by: Matthew Lenton [ ]
Originally published on:
Itís unfortunate that Dragon Models tend nowadays not to pack their 1/72 scale armour kits with accessories beyond the basic vehicle, with one of the pretty consistent and disappointing omissions being a lack of spare track links. Not every photo of a StuG III in action shows spare track links, but it was certainly common for them to carry some, and in some cases, a lot of spare track.
Czech company J.K. Resin provide a solution for those wishing to add spare links to their StuG III Ausf.G or StuH 42 models, and here we take a look at their Spare Track set.
This set arrives in a small end opening box, with the parts further protected within a small zip lock bag (photo 1), and an instruction sheet which shows the location for which each of the numbered parts is designed.
A total of 15 separate parts moulded in black polyurethane make up the set. While some are just plain lengths of track, others have various forms of mounting moulded in place.
1: for the lower front plate, complete with mounting rack which attaches to the edge of the plate.
2: for the glacis plate x 2, again with racking strips.
3: to go either side of gun x 2, plain lengths of six links each (all photo 3).
4: for sides of fighting compartment x 2, with bolt heads at the upper corners to attach to the hull side (photo 4).
5: individual links x 3 for the commanderís hatch.
6: for rear of fighting compartment x 2, one of 5, one of 6 links, plain lengths, intended to slot, either side of the ventilator, into the rack that was provided with the (2007) Dragon Ausf.G kit (both photo 5).
7: curved sections x 2, to surround spare wheels mounted on top of engine deck.
8: a single length for the rear deck with three vertical indentations, which I suppose are there as location guides for three vertical brackets (not included) to be added to the angled rear plate (photo 6).
The track links measure about 5.5mm wide, scaling to 396mm, which is near enough to 400mm. Lining them up next to the DS tracks on a Dragon Pz.Kpfw.III Ausf.M shows the length or pitch of the links to be a little longer than those in that kit, and this possibly contributes to what I think is a slightly chunky appearance, with the actual tread part of the link looking quite thick. The guide horns are solid, not open, and although it seems that the open type is more often seen in photographs, I believe the solid type started to appear in 1943, so is contemporaneous with the StuG Ausf.G. The small openings in the side linkages are not open, although the shape of them is detailed well enough. Generally I would say that the level and the accuracy of detail is good, as is the quality of the moulding.
The parts are very easy to remove from the numbered moulding blocks by simply bending them a little to snap the thin attachment points which protrude from where the track pins would be (photo 7). The remnants of the attachments can be clipped off with sprue cutters and smoothed off with fine abrasive. Any tiny bits of flash can be removed with a toothbrush or similar, with the very small amounts of webbing across the drive holes being pushed out with a toothpick. So, easy to clean up, although the parts are quite delicate, with two of the single links having fallen off block number 5 into the bag, and I lost a part of one of the glacis set through over-vigorous cleaning.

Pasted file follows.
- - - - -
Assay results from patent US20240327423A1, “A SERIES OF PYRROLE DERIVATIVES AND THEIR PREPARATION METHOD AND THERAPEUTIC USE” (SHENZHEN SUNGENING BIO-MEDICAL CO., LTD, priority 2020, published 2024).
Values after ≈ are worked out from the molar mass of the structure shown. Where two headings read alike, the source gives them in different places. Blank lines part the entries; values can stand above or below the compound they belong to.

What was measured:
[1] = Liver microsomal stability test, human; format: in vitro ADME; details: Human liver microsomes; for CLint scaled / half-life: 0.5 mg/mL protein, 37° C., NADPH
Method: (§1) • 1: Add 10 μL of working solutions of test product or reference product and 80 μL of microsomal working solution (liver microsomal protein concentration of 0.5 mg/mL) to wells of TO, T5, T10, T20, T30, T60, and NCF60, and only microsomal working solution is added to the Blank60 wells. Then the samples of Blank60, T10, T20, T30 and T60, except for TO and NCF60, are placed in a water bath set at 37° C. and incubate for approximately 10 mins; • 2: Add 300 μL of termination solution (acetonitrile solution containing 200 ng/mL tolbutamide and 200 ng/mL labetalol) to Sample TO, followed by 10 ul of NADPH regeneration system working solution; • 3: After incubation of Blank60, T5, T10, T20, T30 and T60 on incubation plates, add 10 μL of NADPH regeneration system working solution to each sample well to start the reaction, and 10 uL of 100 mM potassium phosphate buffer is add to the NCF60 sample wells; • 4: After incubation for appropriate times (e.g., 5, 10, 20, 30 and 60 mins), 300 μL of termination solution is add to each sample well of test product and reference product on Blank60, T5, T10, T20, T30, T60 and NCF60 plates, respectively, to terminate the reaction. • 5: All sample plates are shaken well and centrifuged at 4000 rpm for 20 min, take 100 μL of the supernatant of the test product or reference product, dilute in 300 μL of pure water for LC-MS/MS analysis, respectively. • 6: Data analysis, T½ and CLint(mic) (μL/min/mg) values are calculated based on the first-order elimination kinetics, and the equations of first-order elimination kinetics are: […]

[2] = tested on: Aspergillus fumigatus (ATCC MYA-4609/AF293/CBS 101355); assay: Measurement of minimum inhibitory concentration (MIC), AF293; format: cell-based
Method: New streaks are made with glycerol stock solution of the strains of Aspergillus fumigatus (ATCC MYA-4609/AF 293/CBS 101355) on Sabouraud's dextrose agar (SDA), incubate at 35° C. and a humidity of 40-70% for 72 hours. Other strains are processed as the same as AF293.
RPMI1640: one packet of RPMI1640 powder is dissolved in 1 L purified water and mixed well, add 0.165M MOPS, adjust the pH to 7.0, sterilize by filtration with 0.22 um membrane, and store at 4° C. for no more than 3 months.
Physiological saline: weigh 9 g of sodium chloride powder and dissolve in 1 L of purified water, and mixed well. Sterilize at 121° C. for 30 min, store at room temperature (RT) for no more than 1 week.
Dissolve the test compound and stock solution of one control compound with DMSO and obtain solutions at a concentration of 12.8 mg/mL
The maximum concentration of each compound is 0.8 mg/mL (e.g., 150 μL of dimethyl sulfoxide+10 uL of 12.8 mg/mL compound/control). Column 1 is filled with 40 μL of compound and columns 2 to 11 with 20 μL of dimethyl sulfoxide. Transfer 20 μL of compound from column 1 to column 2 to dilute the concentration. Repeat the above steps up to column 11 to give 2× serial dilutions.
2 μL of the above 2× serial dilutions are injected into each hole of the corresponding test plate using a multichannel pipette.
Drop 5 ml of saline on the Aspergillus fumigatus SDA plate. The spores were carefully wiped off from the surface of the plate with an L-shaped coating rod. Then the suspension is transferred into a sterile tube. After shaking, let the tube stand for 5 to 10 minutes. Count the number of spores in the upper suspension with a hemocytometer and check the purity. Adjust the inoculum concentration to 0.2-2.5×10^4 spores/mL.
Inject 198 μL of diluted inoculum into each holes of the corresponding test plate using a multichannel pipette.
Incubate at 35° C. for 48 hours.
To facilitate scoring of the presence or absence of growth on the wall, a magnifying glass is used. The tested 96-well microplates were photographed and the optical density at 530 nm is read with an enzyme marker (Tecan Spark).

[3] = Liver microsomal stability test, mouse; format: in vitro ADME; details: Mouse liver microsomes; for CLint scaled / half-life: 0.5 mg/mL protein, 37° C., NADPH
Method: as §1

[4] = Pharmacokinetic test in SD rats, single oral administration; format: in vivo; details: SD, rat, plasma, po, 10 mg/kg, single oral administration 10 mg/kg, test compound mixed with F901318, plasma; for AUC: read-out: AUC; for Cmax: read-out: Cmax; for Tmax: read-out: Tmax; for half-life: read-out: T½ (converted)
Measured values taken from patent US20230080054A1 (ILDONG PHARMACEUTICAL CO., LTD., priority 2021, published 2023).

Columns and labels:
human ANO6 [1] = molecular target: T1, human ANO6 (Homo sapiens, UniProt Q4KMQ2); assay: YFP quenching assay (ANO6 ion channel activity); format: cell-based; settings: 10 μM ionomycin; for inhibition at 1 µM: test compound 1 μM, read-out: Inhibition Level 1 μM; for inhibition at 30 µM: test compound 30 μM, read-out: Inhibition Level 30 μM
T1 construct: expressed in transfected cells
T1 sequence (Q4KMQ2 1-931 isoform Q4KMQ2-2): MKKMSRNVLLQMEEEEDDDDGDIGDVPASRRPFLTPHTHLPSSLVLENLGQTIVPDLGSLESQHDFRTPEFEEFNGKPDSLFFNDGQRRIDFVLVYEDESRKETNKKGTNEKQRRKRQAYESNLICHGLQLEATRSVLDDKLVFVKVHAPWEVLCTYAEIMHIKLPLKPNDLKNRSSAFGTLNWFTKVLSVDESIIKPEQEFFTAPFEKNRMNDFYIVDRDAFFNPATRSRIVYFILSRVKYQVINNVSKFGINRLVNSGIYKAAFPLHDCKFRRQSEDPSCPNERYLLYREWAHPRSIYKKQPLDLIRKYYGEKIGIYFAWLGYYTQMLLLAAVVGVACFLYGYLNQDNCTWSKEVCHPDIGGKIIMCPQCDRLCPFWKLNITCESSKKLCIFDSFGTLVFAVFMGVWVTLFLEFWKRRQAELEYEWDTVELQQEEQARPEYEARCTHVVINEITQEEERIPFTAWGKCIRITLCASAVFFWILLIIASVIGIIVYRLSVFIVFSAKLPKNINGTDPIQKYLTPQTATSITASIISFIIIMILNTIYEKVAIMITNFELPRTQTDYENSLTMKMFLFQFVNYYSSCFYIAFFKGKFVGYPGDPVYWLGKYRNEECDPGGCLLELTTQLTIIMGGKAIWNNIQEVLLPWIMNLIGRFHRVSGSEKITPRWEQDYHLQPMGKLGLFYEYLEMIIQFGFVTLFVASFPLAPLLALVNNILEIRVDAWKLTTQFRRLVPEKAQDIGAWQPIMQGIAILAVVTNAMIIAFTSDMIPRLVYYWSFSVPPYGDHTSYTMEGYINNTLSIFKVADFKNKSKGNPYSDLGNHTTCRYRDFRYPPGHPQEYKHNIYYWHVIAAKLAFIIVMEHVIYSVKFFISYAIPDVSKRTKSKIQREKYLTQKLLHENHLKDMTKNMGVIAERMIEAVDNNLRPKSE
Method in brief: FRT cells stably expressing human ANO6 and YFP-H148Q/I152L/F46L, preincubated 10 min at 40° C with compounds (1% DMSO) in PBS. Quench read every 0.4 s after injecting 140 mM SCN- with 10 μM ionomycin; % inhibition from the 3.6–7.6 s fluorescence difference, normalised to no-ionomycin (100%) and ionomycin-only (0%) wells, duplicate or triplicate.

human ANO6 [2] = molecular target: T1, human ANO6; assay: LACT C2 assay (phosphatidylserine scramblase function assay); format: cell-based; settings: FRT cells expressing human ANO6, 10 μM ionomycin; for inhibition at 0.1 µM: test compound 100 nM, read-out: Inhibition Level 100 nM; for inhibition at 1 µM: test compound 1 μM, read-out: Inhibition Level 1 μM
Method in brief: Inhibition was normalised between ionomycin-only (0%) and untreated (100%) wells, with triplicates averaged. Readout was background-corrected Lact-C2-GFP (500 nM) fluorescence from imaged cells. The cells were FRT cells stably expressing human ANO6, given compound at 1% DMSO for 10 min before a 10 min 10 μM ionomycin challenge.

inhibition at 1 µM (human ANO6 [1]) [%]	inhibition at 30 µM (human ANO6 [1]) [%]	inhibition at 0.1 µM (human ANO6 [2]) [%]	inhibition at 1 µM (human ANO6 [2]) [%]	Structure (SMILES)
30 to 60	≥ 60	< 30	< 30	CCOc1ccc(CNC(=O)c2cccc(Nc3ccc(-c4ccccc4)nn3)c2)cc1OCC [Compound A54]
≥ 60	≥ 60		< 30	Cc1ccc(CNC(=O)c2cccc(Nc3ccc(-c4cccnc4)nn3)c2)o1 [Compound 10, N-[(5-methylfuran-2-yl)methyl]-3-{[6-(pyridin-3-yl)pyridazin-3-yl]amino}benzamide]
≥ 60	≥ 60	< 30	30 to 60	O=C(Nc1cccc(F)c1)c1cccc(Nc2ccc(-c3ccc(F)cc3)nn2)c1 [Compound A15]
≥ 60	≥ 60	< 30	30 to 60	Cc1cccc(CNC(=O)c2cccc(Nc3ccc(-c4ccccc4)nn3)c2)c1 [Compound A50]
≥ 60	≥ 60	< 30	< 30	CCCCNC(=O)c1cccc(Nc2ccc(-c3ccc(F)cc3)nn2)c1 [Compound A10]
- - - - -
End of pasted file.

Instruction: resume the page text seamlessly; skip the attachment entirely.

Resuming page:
As I only have a StuG Ausf.F, I was able to try out just a few of the links. Photo 8 shows the back and 9 the front of the length designed for the lower hull plate, noting the rack strip under the guide horns. Photo 10 shows the length intended for the hull side, with the detail of the small rectangular plate secured by a bolt at the top corners, photo 11. To make this part fit between the headlamps on the upper nose plate of my Ausf.F I removed the last link on the right, which left the bolt detail still in place on what was now the last link, photo 12. In photo 13 is the front and back of the pair designed for the upper nose plate of the Ausf.G, one of which I broke, again showing the mounting rack; one of these is shown on the plate to the left of the gun on the Ausf.F in photo 14. Photo 15 shows the two lengths mounted on the nose plates, while photo 16 also shows the plain length from block 3 in its intended position on the sloping plate to the right of the gun.
As can be seen in the photos, these links from J.K. do look good in comparison to the poor tracks that come with the recent Dragon StuG Ausf.F kit, although of course they are intended to be used with the superior, older, Dragon Ausf.G kit which I am sure had DS tracks, as well as etched parts, but which is now out of production.
I think this is a nice set, about as comprehensive as it could be for adding links to a single vehicle, and in fact enough is included that you could perhaps use this set across two or three vehicles. The inclusion of the means of attaching the tracks is very good, meaning that you donít have to devise your own means, or resort to just having them appear to be attached by nothing. Overall they are nicely detailed on both sides, and the price seems fair at around 8.20 Euros.